Source: Mikołaj Skibiński

Ewa Szablowska

The New Horizons International Film Festival in Wroclaw, Poland is celebrating its 24th edition this month (July 18-28) with a jam-packed programme, featuring 285 films across various strands, including an official competition, four major retrospectives, a series of thematically linked sidebars, and a strong visual art component.

“We are the biggest film festival in Poland and the audience is huge, more than 140.000 people,” says artistic director Ewa Szablowska. “The audience is very diverse. Twenty-four years ago, when the festival started, people were super hungry for arthouse cinema and a whole generation of cinephiles grew up with New Horizons. We still have this audience but also are proud to attract new, young audiences in the contemporary landscape of viewing preferences. We are one of the few festivals, whose audience is growing younger not older.

“Besides bringing the the best films from Cannes, Locarno, Venice, Berlinale, Sundance, we’re bringing a certain vibe of cinema that cannot be found elsewhere in the regular distribution. Films, that are not afraid to be formally daring.”

September Says

Source: The Match Factory/Element Pictures

‘September Says’

Big splashy titles such as Yorgos Lathimos’s Kinds Of Kindness, Jacques Audiard’s Emilia Perez, Rungano Nyoni’s How On Becoming a Guinea Fowl or Rose Glass’s Love Lies Bleeding, are screening alongside this year’s competition line-up which features Luna Carmoon’s Hoard, Ena Sendijarević’s Sweet Dreams, Deimantas Narkevičius’s Twittering Soul, Cristina Friedrich’s Zona, Nelson Carlo de Los Santos Arias’s Pepe, Yorgos Zois’s Arcadia, Eva Trobisch’s Ivo, Nele Wohlatz’s Sleep With Your Eyes Open, Gábor Reisz’s Explanation For Everything, Ariane Labed’s September Says, Constance Tsang’s Blue Sun Palace, and Matthew Rankin’s Universal Language

“We are looking out for the emerging filmmakers and new voices,” says Szablowska of the competition selection, the winners of which are voted for by a jury as well as by the public.

“We want [films] to be edgy, we want them to be bold and arresting,” she explains. ”This counts for New Horizons as a whole, but, for the competition especially. We want to get those new voices, new visions coming from around the world from filmmakers who are brave to follow their own path away from conventional narratives, perspectives and emotions.”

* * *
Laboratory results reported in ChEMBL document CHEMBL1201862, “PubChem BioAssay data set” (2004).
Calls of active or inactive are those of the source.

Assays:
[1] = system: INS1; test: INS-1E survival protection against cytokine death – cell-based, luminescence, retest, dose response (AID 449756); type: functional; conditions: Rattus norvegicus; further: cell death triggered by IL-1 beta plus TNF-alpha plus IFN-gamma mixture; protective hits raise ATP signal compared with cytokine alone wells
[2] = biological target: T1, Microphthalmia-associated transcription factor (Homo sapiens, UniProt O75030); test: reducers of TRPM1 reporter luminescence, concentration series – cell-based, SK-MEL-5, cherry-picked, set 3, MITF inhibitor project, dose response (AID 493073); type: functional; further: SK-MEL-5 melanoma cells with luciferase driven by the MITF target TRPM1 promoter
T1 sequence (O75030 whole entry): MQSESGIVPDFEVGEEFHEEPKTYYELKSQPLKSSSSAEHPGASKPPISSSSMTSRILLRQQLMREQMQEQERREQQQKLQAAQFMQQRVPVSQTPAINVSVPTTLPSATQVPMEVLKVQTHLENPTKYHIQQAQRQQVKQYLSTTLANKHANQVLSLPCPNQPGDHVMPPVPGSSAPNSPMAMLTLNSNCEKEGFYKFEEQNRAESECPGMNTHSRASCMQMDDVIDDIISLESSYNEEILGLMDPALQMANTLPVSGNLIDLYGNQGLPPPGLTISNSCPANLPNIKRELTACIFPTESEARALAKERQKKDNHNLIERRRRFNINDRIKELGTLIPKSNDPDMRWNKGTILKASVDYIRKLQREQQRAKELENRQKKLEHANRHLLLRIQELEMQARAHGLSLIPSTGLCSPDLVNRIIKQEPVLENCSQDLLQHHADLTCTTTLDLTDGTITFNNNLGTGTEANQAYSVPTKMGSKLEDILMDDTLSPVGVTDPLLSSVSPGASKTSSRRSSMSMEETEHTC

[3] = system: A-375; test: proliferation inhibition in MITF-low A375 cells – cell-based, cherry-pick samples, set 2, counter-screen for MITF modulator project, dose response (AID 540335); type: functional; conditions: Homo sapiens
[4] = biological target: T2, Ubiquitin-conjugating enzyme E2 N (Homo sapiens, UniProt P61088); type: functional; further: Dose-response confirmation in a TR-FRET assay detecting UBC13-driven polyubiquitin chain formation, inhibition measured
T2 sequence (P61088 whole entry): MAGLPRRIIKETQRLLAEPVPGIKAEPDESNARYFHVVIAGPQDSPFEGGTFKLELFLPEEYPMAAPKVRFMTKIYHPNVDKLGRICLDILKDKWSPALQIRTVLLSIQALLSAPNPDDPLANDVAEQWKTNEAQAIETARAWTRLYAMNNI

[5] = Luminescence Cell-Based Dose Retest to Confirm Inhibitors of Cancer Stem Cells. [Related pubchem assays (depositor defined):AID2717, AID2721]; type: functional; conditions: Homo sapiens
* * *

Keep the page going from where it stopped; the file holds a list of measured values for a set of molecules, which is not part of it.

New Horizons is famed for its wide-ranging retrospectives and this year is no different, with four major seasons on French director Bertrand Bonello, Japanese New Wave director Nagisa Ōshima, Swiss New Wave director Alain Tanner, and the first complete film retrospective of US choreographer and dancer Yvonne Rainer.

“She was more known as a dancer, as a choreographer, as somebody who challenged and changed the scene of contemporary dance,” says Szablowska of Rainer, “but as a filmmaker she’s a bit in the shadows.” 

To coincide with the Rainer retrospective, the festival is also running a dance programme, including a performative lecture by a Polish dancer Ramona Nagabczyńska and a performance by the UK’s Sarah Wookey, a collaborator and student of Rainer.

Mati Diop-1

Source: Yves Salmon

Mati Diop, director/co-writer – ‘Atlantics’ (Competition – Grand Prix)

“It’s important for us to have an exhibition of visual arts accompanying the festival to show what you can do with film outside the cinema setting,” reveals Szablowska, who has also programmed a strand called Let’s Go, based around the practices and philosophies of walking, inspired by Rebecca Solnit’s book Wanderlust, which unspools alongside an accompanying contemporary art exhibition called Steps. 

The festival is also presenting a focus on Mati Diop, the French-born-Senegalese director, actress and producer, which is connected to another retrospective programme, African New Waves. “It’s a contemporary look at the new wave cinema from African countries in 70s and 80s,” says Szablowska. “It was very interesting to make those narrative arches that combine the history of cinema and issues of decolonisation with contemporary perspectives.”

Almost 70% of the festival’s audience is from beyond the city of Wroclaw. “People come from all over Poland. It’s a phenomenon,” she explains. “We even have this word in Polish that derives from the name of the festival, that means ‘edgy cinema’. People say, ‘That film is very new- horizontal. And there is this whole generation called ‘New Horizon generation’ who grew up and came of age with the festival which shaped sensibilities and how we look at films.

“We hope to be that for the next generation as well,” concludes Szablowska, “to continue together with Malgorzata Sadowska, my artistic co-director and Marcin Pieńkowski, the festival director the legacy of festival founder Roman Gutek, to see films as a collective experience, which brings people together.”